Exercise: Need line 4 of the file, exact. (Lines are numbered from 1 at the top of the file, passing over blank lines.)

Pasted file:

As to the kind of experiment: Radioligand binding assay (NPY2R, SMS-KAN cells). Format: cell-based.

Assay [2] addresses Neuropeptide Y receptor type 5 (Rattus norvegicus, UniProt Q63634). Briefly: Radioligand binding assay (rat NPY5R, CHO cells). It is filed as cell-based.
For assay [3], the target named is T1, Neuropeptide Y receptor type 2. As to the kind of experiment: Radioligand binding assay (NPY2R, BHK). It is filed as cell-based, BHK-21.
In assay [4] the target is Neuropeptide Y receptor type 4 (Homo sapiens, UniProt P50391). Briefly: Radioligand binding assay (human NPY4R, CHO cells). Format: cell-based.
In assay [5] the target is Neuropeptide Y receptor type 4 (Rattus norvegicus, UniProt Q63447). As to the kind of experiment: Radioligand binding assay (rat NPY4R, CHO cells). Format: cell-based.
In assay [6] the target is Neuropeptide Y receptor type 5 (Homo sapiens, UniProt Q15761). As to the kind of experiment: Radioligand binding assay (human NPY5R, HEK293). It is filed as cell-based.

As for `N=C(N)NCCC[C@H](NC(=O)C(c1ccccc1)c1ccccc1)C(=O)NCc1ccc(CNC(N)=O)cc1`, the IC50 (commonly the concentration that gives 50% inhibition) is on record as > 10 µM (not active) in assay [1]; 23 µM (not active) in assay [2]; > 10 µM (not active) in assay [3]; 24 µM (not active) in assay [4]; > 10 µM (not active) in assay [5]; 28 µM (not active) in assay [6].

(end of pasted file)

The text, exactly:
In assay [4] the target is Neuropeptide Y receptor type 4 (Homo sapiens, UniProt P50391). Briefly: Radioligand binding assay (human NPY4R, CHO cells). Format: cell-based.